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Last Thursday night I watched the Pittsburgh Steelers beat the Carolina Panthers handily. I’m a football fan, and I especially enjoyed the performance of Steelers running back James Conner, whose personal story is about as compelling as they come. As a junior in college, while rehabilitating a torn ACL, he was diagnosed with Hodgkin’s lymphoma, a potentially deadly form of cancer. Long story made short, he beat both the injury and the cancer. He has now suddenly emerged as an incredibly powerful and sometimes unstoppable offensive weapon for the Steelers. It was a comment by one of his teammates that caught my attention: “He runs like he has faced death.” 

To be brutally honest, we live in an incredibly shallow world in which we seem to be attracted to every shining object, and where the pursuit of the perfect “selfie” often appears to be the primary goal in life. We allow our passion to be dissipated by cynicism or apathy or the political-fight-of-the-moment. We flounder in our attempts to plumb the depths or to make meaningful contributions to the grander cause of humanity. Every once in a while we need a James Conner to remind us that football is just a game, and that life calls us to higher causes and greater passions.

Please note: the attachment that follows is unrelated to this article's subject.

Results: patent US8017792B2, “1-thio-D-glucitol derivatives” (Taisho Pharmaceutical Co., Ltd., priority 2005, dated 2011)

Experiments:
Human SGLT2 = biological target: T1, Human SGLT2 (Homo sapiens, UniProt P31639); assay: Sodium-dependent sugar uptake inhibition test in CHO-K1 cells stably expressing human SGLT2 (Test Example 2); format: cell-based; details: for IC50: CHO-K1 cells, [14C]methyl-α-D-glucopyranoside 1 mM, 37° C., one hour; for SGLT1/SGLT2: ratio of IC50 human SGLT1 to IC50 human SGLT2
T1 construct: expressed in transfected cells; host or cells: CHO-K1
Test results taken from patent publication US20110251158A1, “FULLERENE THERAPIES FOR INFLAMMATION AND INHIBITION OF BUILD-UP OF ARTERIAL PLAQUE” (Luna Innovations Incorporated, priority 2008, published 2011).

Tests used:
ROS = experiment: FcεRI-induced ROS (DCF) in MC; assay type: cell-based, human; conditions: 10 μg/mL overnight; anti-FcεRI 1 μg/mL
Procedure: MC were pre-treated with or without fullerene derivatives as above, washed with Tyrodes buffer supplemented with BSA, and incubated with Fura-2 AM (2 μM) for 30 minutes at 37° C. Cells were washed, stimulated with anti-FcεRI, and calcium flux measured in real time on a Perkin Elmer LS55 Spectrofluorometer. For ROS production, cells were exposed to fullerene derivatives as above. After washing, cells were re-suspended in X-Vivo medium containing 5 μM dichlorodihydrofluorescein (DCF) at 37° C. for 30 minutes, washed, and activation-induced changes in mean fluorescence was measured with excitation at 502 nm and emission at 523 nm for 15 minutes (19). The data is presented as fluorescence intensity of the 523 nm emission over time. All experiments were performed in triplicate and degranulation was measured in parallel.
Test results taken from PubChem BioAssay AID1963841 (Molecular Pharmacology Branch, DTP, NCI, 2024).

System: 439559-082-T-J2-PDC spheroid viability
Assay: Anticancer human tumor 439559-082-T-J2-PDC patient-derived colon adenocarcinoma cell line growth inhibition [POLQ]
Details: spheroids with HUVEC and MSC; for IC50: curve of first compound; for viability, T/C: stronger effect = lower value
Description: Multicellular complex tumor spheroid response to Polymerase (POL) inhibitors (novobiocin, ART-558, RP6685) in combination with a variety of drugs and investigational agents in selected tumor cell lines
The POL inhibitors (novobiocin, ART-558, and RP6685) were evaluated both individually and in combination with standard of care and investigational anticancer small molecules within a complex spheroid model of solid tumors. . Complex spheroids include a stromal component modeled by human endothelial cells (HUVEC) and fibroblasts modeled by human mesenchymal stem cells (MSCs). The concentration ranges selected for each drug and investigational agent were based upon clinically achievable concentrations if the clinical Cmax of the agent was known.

This past week tragedy struck in our church. We have found ourselves facing the sudden loss of a 58-year-old father whose personal leadership and charisma and joy have been so compelling that even in a large church there is now a gaping hole. He touched hundreds, if not thousand of lives. One moment he was here, the next he was gone. It is a clarifying moment for us as we consider the things that he stood for, the things that really matter. Near the top of his list was the church, to which he devoted so much of his life, and in which he invested so much of his time and energy and gifts. 

I think this is what Mike would say to us today: The power of the church lies in our proclamation that we are not afraid. We might be sad, but we are not afraid. We follow the One who met death, looked it squarely in the face from the lateral beam of a cross, and conquered it. Following the witness of St. Paul, he would tell us to run the course of life fearlessly, as if we have faced death and defeated it. Use our time well. Invest our treasure in things that last. Pursue with passion the creation of the beloved community that holds together when everything else might be falling apart. He would remind us that the final word is not death. It is love, undefeated and unstoppable.

Rev. Don Underwood